The initial numbers for 2012 Q4 show the economy shrank at 0.1%. Are we entering a double-dip recession? Ed Morrissey breaks the numbers down a bit:
In other words, much of this drop seems to be a lack of inventory expansion. Real final sales to end purchasers rose, even if it didn’t go up by much. That would indicate that inventory expansion in Q3 and prior periods was based on overly-optimistic views of the economy.
Government spending also fell dramatically by 15% in Q4, meaning that private spending was actually up. Of course, it was up in Q3, so if you average the two quarters out, we’ve got a slow economy, but not one in recession. Possibly.
A few reasons not to run for the hills just yet:
1) The numbers are preliminary and will be revised again and again over the next year and a half. Remember that the economy was actually in recovery when Bush was voted out in 1992 but it took a while for the numbers to become clear. By the same token, the economy was crashing badly in the final quarter of 2008 but that didn’t become clear until over a year later. The most dramatic revision is likely to occur at the end of February, but don’t be surprised if the numbers change a lot. That could mean the economy is better; but it could also mean it’s worse. It’s unlikely to be good.
2) A shrinking economy is at variance with a number of other economic indicators, notably falls in unemployment, jobless claims and job creation figures. Long-term unemployment is starting to fall for the first time in a while and housing is starting to recover. This may indicate the growth number is bad. Or may be a lagging indicator.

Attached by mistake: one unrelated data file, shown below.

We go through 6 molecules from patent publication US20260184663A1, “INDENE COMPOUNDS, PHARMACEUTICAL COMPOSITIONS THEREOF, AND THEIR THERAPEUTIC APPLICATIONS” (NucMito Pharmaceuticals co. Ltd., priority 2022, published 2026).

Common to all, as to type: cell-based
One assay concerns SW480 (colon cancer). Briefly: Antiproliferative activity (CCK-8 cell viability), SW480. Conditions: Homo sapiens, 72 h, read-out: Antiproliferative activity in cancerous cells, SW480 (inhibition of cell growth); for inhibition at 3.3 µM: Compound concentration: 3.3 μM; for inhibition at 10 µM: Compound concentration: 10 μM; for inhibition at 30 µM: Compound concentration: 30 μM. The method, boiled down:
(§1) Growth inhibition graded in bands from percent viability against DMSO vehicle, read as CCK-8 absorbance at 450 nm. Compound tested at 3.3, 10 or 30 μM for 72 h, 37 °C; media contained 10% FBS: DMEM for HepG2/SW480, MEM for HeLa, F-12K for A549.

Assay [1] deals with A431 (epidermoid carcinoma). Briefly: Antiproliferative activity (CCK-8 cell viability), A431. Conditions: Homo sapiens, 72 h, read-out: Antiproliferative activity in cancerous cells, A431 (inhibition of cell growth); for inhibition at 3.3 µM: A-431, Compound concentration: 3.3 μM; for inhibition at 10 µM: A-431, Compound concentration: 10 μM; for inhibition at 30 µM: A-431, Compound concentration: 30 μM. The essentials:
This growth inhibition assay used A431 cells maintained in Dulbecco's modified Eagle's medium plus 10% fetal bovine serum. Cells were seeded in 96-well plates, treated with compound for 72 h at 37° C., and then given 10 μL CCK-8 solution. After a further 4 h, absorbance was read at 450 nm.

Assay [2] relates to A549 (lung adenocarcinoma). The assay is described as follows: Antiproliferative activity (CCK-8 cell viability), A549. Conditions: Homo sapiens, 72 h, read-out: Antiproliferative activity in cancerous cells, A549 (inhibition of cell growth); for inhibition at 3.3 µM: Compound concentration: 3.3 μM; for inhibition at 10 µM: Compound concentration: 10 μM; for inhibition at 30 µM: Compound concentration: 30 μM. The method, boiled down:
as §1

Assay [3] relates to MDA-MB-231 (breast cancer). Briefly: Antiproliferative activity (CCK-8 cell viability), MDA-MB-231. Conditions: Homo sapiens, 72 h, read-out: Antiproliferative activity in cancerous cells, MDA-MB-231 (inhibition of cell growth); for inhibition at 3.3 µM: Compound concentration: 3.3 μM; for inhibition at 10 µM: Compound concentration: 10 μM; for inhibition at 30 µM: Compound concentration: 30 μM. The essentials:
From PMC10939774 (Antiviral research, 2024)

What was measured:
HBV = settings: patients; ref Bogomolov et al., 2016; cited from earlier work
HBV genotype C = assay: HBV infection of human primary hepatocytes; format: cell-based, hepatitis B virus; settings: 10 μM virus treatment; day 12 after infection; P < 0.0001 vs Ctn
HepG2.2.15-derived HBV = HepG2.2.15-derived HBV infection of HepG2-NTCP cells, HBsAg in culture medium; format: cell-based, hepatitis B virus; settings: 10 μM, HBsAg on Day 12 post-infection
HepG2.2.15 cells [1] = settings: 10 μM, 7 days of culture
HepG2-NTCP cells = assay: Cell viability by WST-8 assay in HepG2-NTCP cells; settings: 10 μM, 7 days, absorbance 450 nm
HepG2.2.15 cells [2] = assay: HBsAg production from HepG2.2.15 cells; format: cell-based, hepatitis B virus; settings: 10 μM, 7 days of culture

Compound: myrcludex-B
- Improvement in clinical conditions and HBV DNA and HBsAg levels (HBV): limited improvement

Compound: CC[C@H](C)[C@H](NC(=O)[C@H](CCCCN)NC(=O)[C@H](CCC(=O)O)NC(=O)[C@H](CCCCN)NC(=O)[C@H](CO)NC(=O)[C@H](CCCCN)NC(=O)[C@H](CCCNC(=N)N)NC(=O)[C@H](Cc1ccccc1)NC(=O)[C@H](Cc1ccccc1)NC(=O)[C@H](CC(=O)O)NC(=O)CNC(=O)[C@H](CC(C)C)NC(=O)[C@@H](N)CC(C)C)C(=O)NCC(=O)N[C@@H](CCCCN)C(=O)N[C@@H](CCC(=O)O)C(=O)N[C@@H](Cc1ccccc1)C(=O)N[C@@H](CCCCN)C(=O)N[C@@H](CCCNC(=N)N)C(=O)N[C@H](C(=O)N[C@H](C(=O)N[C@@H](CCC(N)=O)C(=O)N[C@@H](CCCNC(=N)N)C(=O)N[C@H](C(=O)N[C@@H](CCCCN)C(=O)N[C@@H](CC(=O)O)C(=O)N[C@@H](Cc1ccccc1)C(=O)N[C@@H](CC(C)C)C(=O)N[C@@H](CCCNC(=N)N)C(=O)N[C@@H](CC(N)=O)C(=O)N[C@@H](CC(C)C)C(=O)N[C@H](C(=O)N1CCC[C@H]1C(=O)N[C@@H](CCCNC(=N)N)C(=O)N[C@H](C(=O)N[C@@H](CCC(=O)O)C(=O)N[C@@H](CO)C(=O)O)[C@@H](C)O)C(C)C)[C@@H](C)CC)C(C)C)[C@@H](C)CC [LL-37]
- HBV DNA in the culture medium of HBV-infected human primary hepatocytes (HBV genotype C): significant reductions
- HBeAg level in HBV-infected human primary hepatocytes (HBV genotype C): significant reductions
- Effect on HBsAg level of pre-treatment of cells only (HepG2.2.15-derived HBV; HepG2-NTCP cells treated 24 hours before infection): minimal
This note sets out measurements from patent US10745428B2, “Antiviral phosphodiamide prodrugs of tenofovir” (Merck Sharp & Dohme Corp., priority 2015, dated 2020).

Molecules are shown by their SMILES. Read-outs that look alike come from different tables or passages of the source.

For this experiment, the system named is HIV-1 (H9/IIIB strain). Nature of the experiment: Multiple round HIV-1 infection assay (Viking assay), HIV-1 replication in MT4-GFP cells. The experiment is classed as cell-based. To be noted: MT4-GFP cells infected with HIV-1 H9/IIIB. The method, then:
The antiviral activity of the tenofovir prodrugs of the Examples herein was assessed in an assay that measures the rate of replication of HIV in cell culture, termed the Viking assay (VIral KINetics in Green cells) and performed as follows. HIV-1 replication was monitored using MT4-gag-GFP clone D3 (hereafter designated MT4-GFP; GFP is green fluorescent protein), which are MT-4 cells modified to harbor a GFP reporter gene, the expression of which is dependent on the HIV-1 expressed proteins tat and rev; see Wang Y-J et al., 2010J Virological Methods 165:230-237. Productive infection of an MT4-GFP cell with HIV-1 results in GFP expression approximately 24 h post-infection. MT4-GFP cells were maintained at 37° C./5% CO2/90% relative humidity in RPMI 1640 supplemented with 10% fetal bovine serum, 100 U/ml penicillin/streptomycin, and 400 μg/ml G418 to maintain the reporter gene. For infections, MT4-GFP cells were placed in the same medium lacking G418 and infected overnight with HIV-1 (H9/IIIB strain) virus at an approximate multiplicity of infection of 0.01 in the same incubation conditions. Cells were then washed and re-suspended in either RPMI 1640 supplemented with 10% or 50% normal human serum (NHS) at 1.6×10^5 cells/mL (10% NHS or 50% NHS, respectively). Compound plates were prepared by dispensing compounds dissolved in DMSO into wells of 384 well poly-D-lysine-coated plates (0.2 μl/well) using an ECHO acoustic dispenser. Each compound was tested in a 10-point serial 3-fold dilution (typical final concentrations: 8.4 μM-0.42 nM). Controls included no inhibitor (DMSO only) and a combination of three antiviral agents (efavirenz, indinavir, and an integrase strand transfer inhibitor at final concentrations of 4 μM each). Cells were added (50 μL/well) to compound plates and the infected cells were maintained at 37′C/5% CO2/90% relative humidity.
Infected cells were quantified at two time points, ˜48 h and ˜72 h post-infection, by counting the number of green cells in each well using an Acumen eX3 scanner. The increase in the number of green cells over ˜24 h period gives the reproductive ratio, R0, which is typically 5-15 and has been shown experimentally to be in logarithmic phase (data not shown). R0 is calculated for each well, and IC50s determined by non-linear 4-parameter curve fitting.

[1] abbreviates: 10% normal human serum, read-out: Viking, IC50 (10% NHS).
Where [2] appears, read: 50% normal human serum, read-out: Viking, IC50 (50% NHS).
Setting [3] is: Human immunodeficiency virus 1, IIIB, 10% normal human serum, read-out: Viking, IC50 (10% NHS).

3) If the economy is slowing down, it means that the “Debt Truthers” like Paul Krugman and, alarming, Bruce Bartlett, are even more full of shit than they were a week ago. The idea that our budget is coming into balance is predicated on strong economic growth. If that isn’t happening, the debt is still a Big Fucking Deal.
4) Sniping about the media calling economic news “unexpected” is silly. Economic figures are very noisy and almost never come in at expectations. The news is always “unexpected”. That’s not media bias; that’s media ignorance of how economic figures work.
5) I suspect that the real reason Q4 was slow was because of the uncertainty created by the fiscal cliff combined with the impact of Hurricane Sandy. The last time we saw growth slow like this was … during the debt ceiling crisis. If Congress and the President would quit creating these self-induced economic crises, we might be in much better shape. And having a Katrina-level event — one that cause $60 billion in direct damage and God knows how much in lost productivity in the midst of this political mess was a huge blow. Sandy alone might have knocked a percentage point of our growth.
So we should be concerned, but I’m not ready to panic just yet. 2013 Q1 might also be a bit weak with the expiration of the payroll tax holiday and I do think this will get Congress to punt the debt ceiling and possibly the sequester just to keep the economy from any more shocks.
For one thing, most of the collapse was due to a stunning fall in military spending. That’s not good for GDP, but it doesn’t reflect the real underlying strength of the economy.
And it’s mostly due to war drawdown. That’s a good thing for everyone!
There was also a big decline due to a reversal of big inventory buildups.
What’s key is that the numbers that really reflect the strength of the economy were much better.
Personal consumption, fixed investment, and equipment/software all grew nicely. This is the real economy humming along.
I’m not quite that optimistic. We had a real problems last quarter with the fiscal cliff and Sandy — problems that have not magically gone away. I’m expecting Q1 to be mediocre if we’re lucky.